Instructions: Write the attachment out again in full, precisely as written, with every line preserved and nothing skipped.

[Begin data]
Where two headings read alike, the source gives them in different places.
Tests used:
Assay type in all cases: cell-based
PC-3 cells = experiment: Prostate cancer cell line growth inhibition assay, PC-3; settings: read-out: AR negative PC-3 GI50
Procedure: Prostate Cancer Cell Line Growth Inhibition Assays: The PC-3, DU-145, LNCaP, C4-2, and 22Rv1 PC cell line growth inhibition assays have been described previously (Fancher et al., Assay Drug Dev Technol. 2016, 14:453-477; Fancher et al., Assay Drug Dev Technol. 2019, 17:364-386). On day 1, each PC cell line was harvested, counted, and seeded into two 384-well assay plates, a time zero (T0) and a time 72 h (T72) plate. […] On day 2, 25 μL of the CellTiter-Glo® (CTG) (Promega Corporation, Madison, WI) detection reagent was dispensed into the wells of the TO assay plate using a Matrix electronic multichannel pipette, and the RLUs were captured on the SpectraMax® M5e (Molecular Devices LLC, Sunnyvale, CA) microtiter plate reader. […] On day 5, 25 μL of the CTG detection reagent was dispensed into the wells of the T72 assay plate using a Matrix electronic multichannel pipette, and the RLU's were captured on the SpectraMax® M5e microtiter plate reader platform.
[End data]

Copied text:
Where two headings read alike, the source gives them in different places.
Tests used:
Assay type in all cases: cell-based
PC-3 cells = experiment: Prostate cancer cell line growth inhibition assay, PC-3; settings: read-out: AR negative PC-3 GI50
Procedure: Prostate Cancer Cell Line Growth Inhibition Assays: The PC-3, DU-145, LNCaP, C4-2, and 22Rv1 PC cell line growth inhibition assays have been described previously (Fancher et al., Assay Drug Dev Technol. 2016, 14:453-477; Fancher et al., Assay Drug Dev Technol. 2019, 17:364-386). On day 1, each PC cell line was harvested, counted, and seeded into two 384-well assay plates, a time zero (T0) and a time 72 h (T72) plate. […] On day 2, 25 μL of the CellTiter-Glo® (CTG) (Promega Corporation, Madison, WI) detection reagent was dispensed into the wells of the TO assay plate using a Matrix electronic multichannel pipette, and the RLUs were captured on the SpectraMax® M5e (Molecular Devices LLC, Sunnyvale, CA) microtiter plate reader. […] On day 5, 25 μL of the CTG detection reagent was dispensed into the wells of the T72 assay plate using a Matrix electronic multichannel pipette, and the RLU's were captured on the SpectraMax® M5e microtiter plate reader platform.